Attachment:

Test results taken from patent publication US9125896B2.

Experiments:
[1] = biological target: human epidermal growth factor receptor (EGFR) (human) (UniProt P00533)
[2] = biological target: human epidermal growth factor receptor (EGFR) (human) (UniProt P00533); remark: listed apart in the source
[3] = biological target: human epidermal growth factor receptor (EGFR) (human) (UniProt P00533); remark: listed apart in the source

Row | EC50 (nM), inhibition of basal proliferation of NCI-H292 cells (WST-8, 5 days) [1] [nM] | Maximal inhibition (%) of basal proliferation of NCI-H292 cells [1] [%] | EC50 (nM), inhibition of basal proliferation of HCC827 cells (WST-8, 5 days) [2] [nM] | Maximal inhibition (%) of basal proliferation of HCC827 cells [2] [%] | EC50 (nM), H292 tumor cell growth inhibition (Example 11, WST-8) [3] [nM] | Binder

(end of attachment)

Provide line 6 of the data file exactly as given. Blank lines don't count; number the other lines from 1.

Row | EC50 (nM), inhibition of basal proliferation of NCI-H292 cells (WST-8, 5 days) [1] [nM] | Maximal inhibition (%) of basal proliferation of NCI-H292 cells [1] [%] | EC50 (nM), inhibition of basal proliferation of HCC827 cells (WST-8, 5 days) [2] [nM] | Maximal inhibition (%) of basal proliferation of HCC827 cells [2] [%] | EC50 (nM), H292 tumor cell growth inhibition (Example 11, WST-8) [3] [nM] | Binder